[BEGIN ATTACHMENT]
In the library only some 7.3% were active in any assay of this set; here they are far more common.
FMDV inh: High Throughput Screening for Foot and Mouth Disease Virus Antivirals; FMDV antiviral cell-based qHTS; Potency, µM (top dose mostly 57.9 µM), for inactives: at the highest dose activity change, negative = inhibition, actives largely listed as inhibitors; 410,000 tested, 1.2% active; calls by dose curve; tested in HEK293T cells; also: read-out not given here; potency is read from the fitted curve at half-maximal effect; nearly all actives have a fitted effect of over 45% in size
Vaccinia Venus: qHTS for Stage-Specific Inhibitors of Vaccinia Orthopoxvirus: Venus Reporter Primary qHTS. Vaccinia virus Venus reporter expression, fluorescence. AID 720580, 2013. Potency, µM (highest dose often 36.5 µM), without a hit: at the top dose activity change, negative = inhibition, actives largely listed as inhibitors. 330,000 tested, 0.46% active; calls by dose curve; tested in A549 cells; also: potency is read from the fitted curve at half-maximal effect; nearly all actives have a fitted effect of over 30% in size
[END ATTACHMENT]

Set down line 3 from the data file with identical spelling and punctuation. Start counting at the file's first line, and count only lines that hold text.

Vaccinia Venus: qHTS for Stage-Specific Inhibitors of Vaccinia Orthopoxvirus: Venus Reporter Primary qHTS. Vaccinia virus Venus reporter expression, fluorescence. AID 720580, 2013. Potency, µM (highest dose often 36.5 µM), without a hit: at the top dose activity change, negative = inhibition, actives largely listed as inhibitors. 330,000 tested, 0.46% active; calls by dose curve; tested in A549 cells; also: potency is read from the fitted curve at half-maximal effect; nearly all actives have a fitted effect of over 30% in size